South Africa's Responses to Gross Violations of Human Rights in Libya, Sudan and Zimbabwe: An Explanation of the Contradictions

 

Show simple item record

dc.contributor.advisor Seegers, Annette
dc.contributor.author Islam, Mohammed Saif
dc.date.accessioned 2021-05-24T12:45:49Z
dc.date.available 2021-05-24T12:45:49Z
dc.identifier.uri http://hdl.handle.net/11427/33255
dc.description.abstract When South Africa made the transition to democracy in 1994, led by the charismatic Nelson Mandela, it proclaimed that it would make human rights a centrepiece of its foreign policy. The international community also expected South Africa to play a leading role in promoting human rights around the world, not least due to the country's own history of gross human rights violations during apartheid. However, in the last 20 years, South Africa's track record in protecting human rights has come under scrutiny. Scholars have accused South Africa of turning a blind eye to gross human rights violations, contradicting its stated commitment to human rights. South Africa's responses to gross human rights violations in Libya, Sudan and Zimbabwe have been particularly criticised. This dissertation analyses the scholarly explanations of South Africa's contradictory behaviour in order to identify the strongest explanations on a bilateral level and a multilateral level in the context of South Africa's membership of the United Nations Human Rights Council (UNHRC). Delving into the literature on South Africa's foreign policy behaviour, I argue that South Africa has indeed failed to live up its promise of standing up for human rights. The emphasis on human rights in the country's foreign policy has also diminished over time. Most importantly, I argue that the major explanations of South Africa's contradictory behaviour are solidarity with African, developing and anti-apartheid allies; deterioration of domestic human rights regime which inevitably affects human rights promotion abroad; and South Africa's desire to be a leading conflict mediator that precludes it from criticising gross human rights violators, although there remain questions over South Africa's neutrality as a mediator.
dc.subject Social Science
dc.title South Africa's Responses to Gross Violations of Human Rights in Libya, Sudan and Zimbabwe: An Explanation of the Contradictions
dc.type Master Thesis
dc.date.updated 2021-05-24T12:45:10Z
dc.language.rfc3066 eng
dc.publisher.faculty Faculty of Humanities
dc.publisher.department Department of Social Development
dc.type.qualificationlevel Masters
dc.type.qualificationlevel MSocSc
dc.identifier.ris TY - Master Thesis AU - Islam, Mohammed Saif AB - When South Africa made the transition to democracy in 1994, led by the charismatic Nelson Mandela, it proclaimed that it would make human rights a centrepiece of its foreign policy. The international community also expected South Africa to play a leading role in promoting human rights around the world, not least due to the country's own history of gross human rights violations during apartheid. However, in the last 20 years, South Africa's track record in protecting human rights has come under scrutiny. Scholars have accused South Africa of turning a blind eye to gross human rights violations, contradicting its stated commitment to human rights. South Africa's responses to gross human rights violations in Libya, Sudan and Zimbabwe have been particularly criticised. This dissertation analyses the scholarly explanations of South Africa's contradictory behaviour in order to identify the strongest explanations on a bilateral level and a multilateral level in the context of South Africa's membership of the United Nations Human Rights Council (UNHRC). Delving into the literature on South Africa's foreign policy behaviour, I argue that South Africa has indeed failed to live up its promise of standing up for human rights. The emphasis on human rights in the country's foreign policy has also diminished over time. Most importantly, I argue that the major explanations of South Africa's contradictory behaviour are solidarity with African, developing and anti-apartheid allies; deterioration of domestic human rights regime which inevitably affects human rights promotion abroad; and South Africa's desire to be a leading conflict mediator that precludes it from criticising gross human rights violators, although there remain questions over South Africa's neutrality as a mediator. DB - OpenUCT DP - University of Cape Town KW - Social Science LK - https://open.uct.ac.za PY - T1 - South Africa's Responses to Gross Violations of Human Rights in Libya, Sudan and Zimbabwe: An Explanation of the Contradictions TI - South Africa's Responses to Gross Violations of Human Rights in Libya, Sudan and Zimbabwe: An Explanation of the Contradictions UR - http://hdl.handle.net/11427/33255 ER - en_ZA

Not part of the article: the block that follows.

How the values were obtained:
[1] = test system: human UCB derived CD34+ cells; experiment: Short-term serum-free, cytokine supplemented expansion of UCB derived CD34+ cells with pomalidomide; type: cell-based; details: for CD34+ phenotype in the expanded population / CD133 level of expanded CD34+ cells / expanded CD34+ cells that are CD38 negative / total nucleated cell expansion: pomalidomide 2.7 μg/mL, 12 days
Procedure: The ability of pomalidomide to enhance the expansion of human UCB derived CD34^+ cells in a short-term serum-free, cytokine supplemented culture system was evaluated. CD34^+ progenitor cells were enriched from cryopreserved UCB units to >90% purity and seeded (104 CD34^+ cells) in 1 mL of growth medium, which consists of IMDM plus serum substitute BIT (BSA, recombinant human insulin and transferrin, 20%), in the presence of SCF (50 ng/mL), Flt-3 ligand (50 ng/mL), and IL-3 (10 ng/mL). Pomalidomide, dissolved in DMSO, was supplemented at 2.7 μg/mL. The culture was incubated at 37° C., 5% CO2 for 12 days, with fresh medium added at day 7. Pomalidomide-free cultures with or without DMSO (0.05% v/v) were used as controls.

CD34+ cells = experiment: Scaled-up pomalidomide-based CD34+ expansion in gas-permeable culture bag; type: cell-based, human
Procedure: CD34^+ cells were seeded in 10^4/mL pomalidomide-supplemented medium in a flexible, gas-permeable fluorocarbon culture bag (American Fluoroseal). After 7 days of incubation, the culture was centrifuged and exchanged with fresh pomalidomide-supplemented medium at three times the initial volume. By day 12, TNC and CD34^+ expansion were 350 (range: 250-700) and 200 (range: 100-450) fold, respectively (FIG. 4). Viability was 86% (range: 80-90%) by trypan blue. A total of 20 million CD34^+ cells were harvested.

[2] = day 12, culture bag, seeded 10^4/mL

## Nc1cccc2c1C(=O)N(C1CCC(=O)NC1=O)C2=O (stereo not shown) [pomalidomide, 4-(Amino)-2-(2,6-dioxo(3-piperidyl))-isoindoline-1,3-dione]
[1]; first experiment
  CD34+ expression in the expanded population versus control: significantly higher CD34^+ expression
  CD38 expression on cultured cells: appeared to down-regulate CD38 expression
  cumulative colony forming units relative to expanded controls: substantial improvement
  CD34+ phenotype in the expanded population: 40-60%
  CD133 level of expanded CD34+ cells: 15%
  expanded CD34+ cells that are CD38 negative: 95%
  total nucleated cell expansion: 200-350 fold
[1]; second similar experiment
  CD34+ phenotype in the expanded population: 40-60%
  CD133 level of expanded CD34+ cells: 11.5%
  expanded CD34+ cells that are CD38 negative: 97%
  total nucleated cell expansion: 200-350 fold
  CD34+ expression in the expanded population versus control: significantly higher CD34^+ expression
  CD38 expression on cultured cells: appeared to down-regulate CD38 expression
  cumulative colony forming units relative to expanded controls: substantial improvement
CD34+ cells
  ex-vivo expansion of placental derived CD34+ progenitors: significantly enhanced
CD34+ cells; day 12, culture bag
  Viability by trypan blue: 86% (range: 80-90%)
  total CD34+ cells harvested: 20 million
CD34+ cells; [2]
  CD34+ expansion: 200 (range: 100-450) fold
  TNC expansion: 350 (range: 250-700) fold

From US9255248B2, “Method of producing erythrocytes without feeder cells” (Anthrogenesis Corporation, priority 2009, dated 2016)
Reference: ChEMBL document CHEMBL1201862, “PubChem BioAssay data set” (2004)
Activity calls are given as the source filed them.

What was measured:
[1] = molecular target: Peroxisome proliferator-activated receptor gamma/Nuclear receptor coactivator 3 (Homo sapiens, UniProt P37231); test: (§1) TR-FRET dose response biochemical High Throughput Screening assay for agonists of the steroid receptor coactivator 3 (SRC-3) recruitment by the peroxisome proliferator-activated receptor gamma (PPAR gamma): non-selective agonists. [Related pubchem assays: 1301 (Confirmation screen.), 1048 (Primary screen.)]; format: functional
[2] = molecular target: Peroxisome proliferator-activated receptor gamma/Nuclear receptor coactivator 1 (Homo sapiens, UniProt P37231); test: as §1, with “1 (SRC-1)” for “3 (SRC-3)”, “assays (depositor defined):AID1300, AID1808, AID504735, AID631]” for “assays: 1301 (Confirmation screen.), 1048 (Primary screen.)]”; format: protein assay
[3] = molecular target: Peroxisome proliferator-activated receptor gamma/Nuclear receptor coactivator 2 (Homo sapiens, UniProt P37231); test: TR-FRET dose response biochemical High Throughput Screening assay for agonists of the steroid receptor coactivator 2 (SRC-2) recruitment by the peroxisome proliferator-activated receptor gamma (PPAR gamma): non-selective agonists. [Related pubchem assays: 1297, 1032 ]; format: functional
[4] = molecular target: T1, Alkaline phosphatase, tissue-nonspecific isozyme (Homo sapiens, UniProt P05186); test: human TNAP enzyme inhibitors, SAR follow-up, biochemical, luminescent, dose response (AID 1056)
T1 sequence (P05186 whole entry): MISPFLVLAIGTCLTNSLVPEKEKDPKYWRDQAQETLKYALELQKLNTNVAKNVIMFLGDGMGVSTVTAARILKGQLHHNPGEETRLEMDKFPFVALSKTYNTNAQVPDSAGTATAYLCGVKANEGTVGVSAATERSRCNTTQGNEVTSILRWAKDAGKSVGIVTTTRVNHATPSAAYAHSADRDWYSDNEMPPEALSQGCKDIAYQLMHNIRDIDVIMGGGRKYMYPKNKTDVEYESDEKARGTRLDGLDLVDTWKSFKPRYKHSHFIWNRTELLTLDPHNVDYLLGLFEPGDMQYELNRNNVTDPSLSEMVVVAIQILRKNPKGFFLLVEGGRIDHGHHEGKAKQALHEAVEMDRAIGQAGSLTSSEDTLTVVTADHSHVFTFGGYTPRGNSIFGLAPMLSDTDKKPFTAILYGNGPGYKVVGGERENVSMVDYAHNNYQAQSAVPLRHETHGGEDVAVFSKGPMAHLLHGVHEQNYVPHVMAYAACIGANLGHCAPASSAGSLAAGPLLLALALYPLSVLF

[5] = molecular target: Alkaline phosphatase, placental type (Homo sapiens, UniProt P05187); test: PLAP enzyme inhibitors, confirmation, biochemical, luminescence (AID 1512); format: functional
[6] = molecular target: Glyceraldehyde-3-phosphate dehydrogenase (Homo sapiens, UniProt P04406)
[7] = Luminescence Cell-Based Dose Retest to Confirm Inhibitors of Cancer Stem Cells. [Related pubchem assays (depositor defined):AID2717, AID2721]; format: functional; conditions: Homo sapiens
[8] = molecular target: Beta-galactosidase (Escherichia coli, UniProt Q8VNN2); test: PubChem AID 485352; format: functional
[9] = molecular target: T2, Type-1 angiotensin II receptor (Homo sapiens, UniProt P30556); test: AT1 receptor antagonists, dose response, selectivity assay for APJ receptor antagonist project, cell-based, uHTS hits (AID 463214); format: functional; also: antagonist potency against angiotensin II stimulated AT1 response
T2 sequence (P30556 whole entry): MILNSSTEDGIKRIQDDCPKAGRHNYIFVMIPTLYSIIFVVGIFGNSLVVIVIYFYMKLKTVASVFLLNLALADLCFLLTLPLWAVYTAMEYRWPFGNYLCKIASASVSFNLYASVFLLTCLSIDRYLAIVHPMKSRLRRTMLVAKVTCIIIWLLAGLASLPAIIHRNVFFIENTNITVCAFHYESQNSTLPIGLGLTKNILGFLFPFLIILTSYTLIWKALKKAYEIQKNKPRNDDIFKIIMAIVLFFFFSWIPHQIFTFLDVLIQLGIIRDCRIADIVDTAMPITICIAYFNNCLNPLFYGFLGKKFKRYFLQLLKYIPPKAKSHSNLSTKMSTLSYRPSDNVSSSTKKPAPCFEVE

Files in this item

This item appears in the following Collection(s)

Show simple item record